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Updated BTS Clinical Statement on Pulmonary Rehabilitation

Professor Sally Singh

"The British Thoracic Society have recently published an updated statement on Pulmonary Rehabilitation."

The committee chaired by Professor Will Man and Professor Sally Singh, and included a wide range of health care professionals involved in the delivery of pulmonary rehabilitation services but also had experience of either conducting research in the field or skilled in reviewing the literature. Importantly we also had service users contributing at every stage of the process. The group agreed that the topics covered in the 2013 statement remained valid and therefore were not revisited but guidance remains. The topics selected to be reviewed largely reflected the growth of evidence in the field of rehabilitation, but also tackled some areas where there is less certainty about the strength of the evidence particularly where the research may not be wholly relevant to how services are delivered in the UK. The COVID-19 pandemic obviously was a huge disrupter to the delivery of rehabilitation and challenged services to deliver innovative packages of care to support individuals with chronic lung disease, by definition these would not fulfil the definition of pulmonary rehabilitation but have changed the appetite for alternative models of delivery. Telehealth is in its infancy and the term is widely used to cover a range of different intervention. To date the impact of an alternative form of delivery does not seem, on the whole, to be as effective as supervised rehabilitation delivered across England and Wales (National Respiratory Audit Data), therefore much more evidence is required to fully understand the value of these novel intervention and who might be best suited to them.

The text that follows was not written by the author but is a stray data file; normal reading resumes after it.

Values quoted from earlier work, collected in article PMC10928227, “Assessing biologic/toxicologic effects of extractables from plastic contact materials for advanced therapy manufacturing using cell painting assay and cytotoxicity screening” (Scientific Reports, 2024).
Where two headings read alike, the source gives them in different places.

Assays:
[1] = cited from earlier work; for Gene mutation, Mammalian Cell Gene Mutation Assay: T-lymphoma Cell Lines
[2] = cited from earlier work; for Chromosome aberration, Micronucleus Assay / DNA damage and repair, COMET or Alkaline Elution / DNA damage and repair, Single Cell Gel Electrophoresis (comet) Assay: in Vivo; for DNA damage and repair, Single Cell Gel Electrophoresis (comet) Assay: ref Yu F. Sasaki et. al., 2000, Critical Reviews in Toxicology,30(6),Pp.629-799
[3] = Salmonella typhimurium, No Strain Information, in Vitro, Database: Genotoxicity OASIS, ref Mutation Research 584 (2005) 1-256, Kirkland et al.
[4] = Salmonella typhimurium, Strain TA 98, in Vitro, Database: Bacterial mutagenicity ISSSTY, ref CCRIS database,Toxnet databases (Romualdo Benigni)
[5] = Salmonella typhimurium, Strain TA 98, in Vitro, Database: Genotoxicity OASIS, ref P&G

Pulmonary Rehabilitation

The BTS Clinical Statement on Pulmonary Rehabilitation provides a practical overview of the models of delivery of pulmonary rehabilitation.

The scope of rehabilitation has been reviewed and the statement identifies an increased body of knowledge to include individuals with other respiratory diseases (including interstitial lung disease, asthma, and bronchiectasis) , as well as participants being considered for thoracic surgery, or volume reduction procedures, pulmonary hypertension,  post COVID-19 condition and chronic heart failure. There is also a section that identifies how services might maximise their referral rates into the service with advice for both referrers and the service.

This updated statement will form the foundation of a standards review for the Pulmonary Rehabilitation Services Accreditation Scheme, which is intertwined with the National Respiratory Audit Programme, both hosted by the Royal College of Physicians. 


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